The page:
Applying for a liquor licence, whether permanent, temporary or event, can be a complicated undertaking, especially if you are new to the process. SD Law & Associates are experts in liquor licensing. If you have any questions about the licensing requirements or need help with your application, contact Simon on 086 099 5146 or email sdippenaar@sdlaw.co.za. We will help you secure your on- or off-consumption, temporary or event liquor licence as painlessly as possible.

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Britons who legally smoke cannabis in the US ‘risk being deported’

Warning comes amid rise in expulsions under federal law – even in states where drug is legal

Don’t be fooled by the use of “Britons” in the headline. This article first appeared in the Guardian, a UK newspaper, hence the focus on Britons, but the warning applies to all visitors to the US. As cannabis legislation has relaxed here in South Africa, we are even more likely to feel “safe” when visiting a US state that has also legalised marijuana. Remember the US is a highly devolved jurisdiction, with many laws set by the states and, as a result, legislation varies considerably from state to state. But there is an anomaly that exists with cannabis law: at federal level it is still illegal, and immigration falls under federal law. Read on for more important information if you are planning to visit the US.

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A legal expert at an international immigration firm has warned British tourists and employees that if they smoke marijuana in the US, even in states where it has been legalised, they risk being barred from the country for life.

UK visitors can still be arrested and deported from the US even if they consume cannabis in states such as California and Colorado, where the drug is legal, said Charlotte Slocombe, a senior partner at Fragomen in London.

Slocombe says her firm and others that deal with US immigration laws have seen a rise in cases where British holidaymakers and green card holders, working legally in the US, are being expelled or denied entry because of cannabis consumption in states where it is legal.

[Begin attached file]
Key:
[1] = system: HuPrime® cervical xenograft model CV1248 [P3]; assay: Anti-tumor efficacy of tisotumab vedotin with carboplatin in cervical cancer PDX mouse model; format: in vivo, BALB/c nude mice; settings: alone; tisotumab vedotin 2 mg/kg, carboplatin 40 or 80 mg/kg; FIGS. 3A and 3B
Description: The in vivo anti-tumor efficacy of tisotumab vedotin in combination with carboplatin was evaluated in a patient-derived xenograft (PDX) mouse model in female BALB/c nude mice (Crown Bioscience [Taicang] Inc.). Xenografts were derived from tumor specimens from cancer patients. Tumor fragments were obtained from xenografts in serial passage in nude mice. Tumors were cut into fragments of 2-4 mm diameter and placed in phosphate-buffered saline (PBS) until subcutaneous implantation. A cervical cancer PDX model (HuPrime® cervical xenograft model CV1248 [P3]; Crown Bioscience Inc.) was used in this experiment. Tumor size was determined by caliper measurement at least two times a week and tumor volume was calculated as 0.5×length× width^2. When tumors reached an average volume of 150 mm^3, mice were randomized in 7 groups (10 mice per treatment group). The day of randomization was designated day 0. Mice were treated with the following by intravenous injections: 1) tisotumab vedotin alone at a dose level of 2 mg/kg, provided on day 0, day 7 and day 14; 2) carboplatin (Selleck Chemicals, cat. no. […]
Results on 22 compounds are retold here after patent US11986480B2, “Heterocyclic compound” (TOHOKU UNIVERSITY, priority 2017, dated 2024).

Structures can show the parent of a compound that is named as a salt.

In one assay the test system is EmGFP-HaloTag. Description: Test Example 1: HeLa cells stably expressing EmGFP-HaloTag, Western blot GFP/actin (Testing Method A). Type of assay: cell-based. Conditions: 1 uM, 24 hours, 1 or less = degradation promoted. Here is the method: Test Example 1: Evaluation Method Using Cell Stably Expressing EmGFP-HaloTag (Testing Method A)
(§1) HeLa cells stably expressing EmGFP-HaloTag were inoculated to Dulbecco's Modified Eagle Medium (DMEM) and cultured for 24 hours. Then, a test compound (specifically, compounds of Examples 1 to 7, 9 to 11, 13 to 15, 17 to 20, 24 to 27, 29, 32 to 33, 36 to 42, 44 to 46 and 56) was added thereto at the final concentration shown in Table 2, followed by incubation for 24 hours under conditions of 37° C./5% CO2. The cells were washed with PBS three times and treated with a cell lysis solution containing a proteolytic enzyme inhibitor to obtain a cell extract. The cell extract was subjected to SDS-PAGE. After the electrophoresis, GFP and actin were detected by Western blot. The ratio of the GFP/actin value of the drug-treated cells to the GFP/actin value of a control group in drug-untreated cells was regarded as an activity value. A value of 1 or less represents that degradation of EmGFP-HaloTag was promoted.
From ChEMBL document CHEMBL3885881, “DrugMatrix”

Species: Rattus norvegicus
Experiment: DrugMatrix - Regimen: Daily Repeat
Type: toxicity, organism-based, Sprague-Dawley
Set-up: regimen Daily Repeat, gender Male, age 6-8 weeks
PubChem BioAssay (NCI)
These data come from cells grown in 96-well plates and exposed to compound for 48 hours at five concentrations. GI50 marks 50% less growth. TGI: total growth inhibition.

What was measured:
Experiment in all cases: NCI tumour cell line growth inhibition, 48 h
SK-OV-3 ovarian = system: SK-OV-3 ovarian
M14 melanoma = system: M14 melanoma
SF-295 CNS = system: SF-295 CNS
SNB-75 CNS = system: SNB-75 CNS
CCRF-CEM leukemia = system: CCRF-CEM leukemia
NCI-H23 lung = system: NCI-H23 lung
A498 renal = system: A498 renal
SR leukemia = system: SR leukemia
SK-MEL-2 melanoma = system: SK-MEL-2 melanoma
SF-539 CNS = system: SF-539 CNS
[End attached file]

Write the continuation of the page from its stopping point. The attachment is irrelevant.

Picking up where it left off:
She said in a scenario where Americans were caught by police smoking cannabis at a party, in a state where it was legal, they could not be arrested. British people and other foreign tourists at the same party, however, could be arrested, deported and branded unfit to re-enter the US.

The warning comes as a growing number of US states are expected to legalise cannabis, among them New York and New Jersey, which will follow 11 states, including Washington DC, that have made the drug legal. Despite that change, under US federal law the drug remains illegal – meaning that foreign visitors can be sanctioned.

“Canada legalised cannabis in 2018 but as the US customs and Border Protection keep saying, US federal law has not changed,” said Slocombe. “What is confusing to people is that while states in the USA have legalised cannabis it remains illegal federally.

“Even if you are a foreigner in a state where it’s legal, it’s still illegal for you federally. If, for example, you buy cannabis from a legal dispensary and that dispensary asks for your passport details as ID that information might be discoverable. It could then trigger, as can admission of drug taking, immigration issues because immigration is covered by federal law not state law.

“This is how people get caught out even though they think they are doing something which is now legal in that state. Equally that would include green card holders and those who hold visas to live and work in the US. Even for an American it is federally illegal, but because they are not subject to US federal immigration laws they would not be as vulnerable.”

Slocombe said federal law trumped state law, and as a foreigner this could trigger inadmissability under US immigration legislation.

“Don’t take any risks, while you are not breaking state law you are still breaching federal law. It’s too dangerous because the consequences are enormous and you might be ineligible for ESTA entry and a visa forever,” she said.

Slocombe warned it was not just cannabis consumers who ran the risk of being deported and potentially permanently barred from the US. Investors, shareholders or firms that supply equipment for legal cannabis producers in also run the same risk.